Brief Report: The Association of Graduated Driver Licensing with Nondriver Transport-related Injuries Among Adolescents
Published Date:Sep 2016
Source:Epidemiology. 2016; 27(5):620-623.
Pubmed Central ID:PMC4969054
Funding:R01 AG050581/AG/NIA NIH HHS/United States
R01 HD074594/HD/NICHD NIH HHS/United States
R21 CE001820/CE/NCIPC CDC HHS/United States
R21 HD085122/HD/NICHD NIH HHS/United States
U54 GM104942/GM/NIGMS NIH HHS/United States
We conducted longitudinal analyses of 1995–2012 traffic injuries from 43 states. Using Poisson mixed regression, we estimated adjusted rate ratios for visible, incapacitating, and fatal injury.
Among 16 year olds, graduated driver licensing was associated with reduced passenger injuries (adjusted rate ratio 0.93, 95% confidence interval: 0.89, 0.97). It was not associated with increased injuries as bus riders, pedestrians, or bicyclists among 16- or 17-year olds. It was associated with a 10% reduction in total injuries among 16-year olds, but not 17-year olds.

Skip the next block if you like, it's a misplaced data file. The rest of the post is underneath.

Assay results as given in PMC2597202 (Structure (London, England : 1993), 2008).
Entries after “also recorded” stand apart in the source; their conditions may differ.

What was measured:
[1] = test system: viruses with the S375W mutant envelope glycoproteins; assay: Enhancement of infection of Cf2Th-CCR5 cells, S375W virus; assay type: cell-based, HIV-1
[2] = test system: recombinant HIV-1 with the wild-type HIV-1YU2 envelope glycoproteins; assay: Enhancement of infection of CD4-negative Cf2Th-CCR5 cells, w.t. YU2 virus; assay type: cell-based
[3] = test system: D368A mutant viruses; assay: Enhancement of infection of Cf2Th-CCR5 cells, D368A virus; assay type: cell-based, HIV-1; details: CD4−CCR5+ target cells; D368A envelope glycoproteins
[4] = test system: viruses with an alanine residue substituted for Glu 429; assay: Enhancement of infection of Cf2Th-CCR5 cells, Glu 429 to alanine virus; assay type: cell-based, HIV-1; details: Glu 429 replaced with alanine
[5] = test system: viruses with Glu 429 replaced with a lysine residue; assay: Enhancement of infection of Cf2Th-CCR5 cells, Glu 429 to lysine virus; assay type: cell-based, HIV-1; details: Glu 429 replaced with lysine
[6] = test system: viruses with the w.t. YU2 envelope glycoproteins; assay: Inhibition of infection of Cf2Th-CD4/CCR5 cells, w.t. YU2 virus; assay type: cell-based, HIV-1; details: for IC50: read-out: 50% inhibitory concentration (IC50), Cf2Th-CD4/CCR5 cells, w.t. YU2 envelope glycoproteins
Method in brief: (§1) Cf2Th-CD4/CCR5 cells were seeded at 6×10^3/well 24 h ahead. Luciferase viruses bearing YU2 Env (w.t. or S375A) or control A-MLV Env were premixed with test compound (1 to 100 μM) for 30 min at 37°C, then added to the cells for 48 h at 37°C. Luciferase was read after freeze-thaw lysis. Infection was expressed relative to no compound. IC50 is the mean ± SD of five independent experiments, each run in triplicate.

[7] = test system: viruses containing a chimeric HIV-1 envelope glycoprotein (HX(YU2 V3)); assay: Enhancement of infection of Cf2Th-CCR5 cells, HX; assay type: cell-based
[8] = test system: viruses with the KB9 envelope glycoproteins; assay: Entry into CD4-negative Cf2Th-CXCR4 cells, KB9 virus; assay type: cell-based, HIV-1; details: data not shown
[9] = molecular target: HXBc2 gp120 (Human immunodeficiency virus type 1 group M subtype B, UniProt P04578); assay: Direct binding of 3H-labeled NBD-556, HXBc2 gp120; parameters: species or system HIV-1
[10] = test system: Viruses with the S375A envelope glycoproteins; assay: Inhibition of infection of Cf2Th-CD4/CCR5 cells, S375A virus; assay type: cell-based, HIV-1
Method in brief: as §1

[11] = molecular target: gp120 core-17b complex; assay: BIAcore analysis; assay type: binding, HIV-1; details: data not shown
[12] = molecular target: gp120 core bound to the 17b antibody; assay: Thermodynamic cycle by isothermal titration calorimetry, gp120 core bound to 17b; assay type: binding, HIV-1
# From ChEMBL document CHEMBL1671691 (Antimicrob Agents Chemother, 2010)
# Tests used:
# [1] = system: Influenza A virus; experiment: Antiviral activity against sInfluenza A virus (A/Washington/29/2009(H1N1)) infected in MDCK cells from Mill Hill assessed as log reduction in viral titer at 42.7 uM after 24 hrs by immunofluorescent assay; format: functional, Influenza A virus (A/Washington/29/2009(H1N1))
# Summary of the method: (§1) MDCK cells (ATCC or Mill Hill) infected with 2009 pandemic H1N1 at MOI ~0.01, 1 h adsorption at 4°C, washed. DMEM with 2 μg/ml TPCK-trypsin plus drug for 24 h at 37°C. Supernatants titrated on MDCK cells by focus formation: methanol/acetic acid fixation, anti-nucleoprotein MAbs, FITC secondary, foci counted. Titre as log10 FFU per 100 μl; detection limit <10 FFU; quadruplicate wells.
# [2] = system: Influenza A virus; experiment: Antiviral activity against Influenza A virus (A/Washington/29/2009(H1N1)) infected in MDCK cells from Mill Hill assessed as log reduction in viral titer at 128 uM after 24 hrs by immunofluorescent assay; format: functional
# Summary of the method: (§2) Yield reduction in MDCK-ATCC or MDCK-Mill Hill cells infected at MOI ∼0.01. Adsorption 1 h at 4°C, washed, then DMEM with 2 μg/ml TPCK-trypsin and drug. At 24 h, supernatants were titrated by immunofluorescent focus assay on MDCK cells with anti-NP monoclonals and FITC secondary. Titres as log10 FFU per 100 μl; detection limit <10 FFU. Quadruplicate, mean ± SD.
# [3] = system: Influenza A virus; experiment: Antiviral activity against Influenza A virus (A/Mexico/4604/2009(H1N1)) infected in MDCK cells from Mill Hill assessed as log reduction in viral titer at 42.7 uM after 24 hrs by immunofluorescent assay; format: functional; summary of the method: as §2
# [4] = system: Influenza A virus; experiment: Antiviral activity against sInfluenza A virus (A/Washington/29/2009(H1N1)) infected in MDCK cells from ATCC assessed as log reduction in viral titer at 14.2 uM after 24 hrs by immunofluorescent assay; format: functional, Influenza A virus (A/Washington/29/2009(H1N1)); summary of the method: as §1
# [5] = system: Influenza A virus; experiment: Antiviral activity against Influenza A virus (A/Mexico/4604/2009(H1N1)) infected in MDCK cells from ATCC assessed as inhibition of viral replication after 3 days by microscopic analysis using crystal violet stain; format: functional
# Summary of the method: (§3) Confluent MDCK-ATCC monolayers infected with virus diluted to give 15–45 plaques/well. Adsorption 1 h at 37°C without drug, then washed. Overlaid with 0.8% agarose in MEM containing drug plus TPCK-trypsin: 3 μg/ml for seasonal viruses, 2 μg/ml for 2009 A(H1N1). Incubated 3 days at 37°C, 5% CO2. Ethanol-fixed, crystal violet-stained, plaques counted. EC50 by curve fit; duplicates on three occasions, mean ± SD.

Graduated driver licensing was associated with reduced passenger injuries and total injuries.
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